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    (Original post by atsruser)
    Does that help? May be best to wait for confirmation from someone like Gregorius that I haven't led you astray though.
    I couldn't have answered better myself.
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    (Original post by aspiring_doge)
    Well I kind of understand about what you said in the first paragraph, but not in your second paragraph.Why is the mean \frac{1}{\lambda + \mu}? I thought you said that it was \lambda + \mu.
    I still cant figure how to express the probability of what I'm trying to find.
    The interarrival time for the Poisson process is exponential with parameter \lambda + \mu. The mean of an exponential distribution is the reciprocal of its parameter.
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    (Original post by Gregorius)
    I couldn't have answered better myself.
    Then this is a red letter day. I've answered a question on probability without someone having to point out that I've misinterpreted the meaning of the word "either", or something.
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    (Original post by atsruser)
    Then this is a red letter day. I've answered a question on probability without someone having to point out that I've misinterpreted the meaning of the word "either", or something.

    Lol.
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    (Original post by aspiring_doge)
    Well I kind of understand about what you said in the first paragraph, but not in your second paragraph.Why is the mean \frac{1}{\lambda + \mu}? I thought you said that it was \lambda + \mu.
    I still cant figure how to express the probability of what I'm trying to find.
    OK, I'll try to fill out a few details.

    1. Suppose you have a random process, such as the arrival of a bus, where you always get the same mean number of events per unit time. Call this mean \lambda. So we might have \lambda = 3 s^{-1} i.e. we have 3 events per second, on average, and this is true for every second. Note that usually we don't get *exactly* 3 events per second though - we can get any number, due to the randomness.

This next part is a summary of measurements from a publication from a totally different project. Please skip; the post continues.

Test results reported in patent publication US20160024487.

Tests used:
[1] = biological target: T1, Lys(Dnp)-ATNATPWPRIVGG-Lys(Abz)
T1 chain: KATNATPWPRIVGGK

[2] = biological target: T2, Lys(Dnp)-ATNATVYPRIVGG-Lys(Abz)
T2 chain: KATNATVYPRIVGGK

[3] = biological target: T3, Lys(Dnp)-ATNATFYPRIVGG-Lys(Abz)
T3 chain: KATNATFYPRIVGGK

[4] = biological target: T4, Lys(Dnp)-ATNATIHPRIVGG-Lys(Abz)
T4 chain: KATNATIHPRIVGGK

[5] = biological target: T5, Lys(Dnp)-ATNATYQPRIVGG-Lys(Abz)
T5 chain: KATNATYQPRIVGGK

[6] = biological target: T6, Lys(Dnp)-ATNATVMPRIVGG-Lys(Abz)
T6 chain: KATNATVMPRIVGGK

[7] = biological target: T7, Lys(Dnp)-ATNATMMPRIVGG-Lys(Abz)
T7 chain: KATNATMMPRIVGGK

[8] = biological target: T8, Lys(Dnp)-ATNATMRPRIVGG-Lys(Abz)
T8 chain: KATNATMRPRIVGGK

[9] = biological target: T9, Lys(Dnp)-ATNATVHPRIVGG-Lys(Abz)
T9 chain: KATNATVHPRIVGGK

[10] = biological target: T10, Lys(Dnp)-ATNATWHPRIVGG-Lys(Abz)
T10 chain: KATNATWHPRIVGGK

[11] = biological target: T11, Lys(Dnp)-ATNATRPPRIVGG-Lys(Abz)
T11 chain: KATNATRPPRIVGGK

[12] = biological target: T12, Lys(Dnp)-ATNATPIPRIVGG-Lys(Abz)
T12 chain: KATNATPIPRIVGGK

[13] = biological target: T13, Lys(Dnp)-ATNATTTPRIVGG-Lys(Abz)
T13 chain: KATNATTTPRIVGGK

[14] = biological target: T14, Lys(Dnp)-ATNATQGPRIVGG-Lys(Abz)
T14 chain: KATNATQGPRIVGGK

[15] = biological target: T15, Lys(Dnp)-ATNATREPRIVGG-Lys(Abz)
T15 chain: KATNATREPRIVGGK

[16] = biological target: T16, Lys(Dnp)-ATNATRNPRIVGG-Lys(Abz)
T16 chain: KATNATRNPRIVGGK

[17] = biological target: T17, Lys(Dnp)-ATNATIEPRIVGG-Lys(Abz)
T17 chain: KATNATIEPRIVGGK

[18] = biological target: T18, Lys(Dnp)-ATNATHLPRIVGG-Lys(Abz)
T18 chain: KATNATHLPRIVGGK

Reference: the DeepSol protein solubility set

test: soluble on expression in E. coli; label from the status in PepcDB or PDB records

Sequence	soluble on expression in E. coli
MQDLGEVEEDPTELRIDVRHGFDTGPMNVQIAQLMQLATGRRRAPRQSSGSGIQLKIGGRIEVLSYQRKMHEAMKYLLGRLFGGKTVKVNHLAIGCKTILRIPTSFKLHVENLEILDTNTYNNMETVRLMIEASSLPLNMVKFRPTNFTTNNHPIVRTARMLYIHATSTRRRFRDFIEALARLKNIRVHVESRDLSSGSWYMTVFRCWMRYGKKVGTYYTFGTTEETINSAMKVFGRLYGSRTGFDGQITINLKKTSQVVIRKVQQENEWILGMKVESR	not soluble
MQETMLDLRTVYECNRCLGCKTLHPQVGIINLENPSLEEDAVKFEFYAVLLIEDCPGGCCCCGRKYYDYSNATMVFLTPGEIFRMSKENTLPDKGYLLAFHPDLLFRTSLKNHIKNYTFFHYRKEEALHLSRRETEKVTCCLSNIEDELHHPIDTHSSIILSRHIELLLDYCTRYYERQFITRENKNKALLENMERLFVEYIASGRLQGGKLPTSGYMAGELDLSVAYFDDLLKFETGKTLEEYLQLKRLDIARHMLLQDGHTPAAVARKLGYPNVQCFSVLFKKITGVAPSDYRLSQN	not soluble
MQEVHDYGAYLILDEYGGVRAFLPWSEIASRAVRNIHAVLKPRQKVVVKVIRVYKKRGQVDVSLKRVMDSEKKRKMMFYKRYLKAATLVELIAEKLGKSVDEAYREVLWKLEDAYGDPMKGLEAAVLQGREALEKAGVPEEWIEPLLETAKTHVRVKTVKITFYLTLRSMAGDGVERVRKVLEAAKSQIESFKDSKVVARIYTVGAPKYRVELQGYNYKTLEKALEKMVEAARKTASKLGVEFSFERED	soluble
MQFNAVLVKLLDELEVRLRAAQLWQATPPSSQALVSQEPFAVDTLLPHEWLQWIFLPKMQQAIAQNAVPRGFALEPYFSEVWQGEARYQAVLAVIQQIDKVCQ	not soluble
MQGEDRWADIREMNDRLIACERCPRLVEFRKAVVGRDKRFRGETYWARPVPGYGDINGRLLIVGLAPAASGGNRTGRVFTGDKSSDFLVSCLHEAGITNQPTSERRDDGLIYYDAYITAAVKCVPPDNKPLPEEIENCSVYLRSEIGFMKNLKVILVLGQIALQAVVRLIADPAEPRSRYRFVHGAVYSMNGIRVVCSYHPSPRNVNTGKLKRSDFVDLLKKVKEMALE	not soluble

Since we have 3 events per second, on average, we have \frac{1}{\lambda} = \frac{1}{3} s between events on average.

    2. Suppose further that the causes of the events are unrelated to each other - for example, if we are measuring radioactive decays, one atom doesn't "know about" or "influence" any other atom's decay. Then, together with fact 1 above, we are dealing with a random process called a Poisson process, random variable X with Poisson distribution, and you can analyse it to show that the probability of n events occuring per unit time is

    P(X=n)=\frac{\lambda^n e^{-\lambda}}{n!}

    Here \lambda is the mean number as described above, but when we write down this formula, we often refer to it as the "parameter" of the distribution. (It's quite easy to do the analysis if you're dead, French, and called Poisson, but otherwise you can think of a Poisson process as the limit of a set of binomial choices; imagine your unit time period chopped up into tiny pieces, and compute the probability of an event occurring or not occuring in each tiny piece)

    3. We can measure two interesting things about a Poisson process, namely the number of events per unit time, or the lengths of the gaps between events. We saw above that on average this is the inverse of the mean of the Poisson distribution, but of course, the gaps vary in length due to the randomness. We call the gaps the "inter-arrival times", and it can be shown that, for a Poisson process, these have an exponential distribution, random variable T, where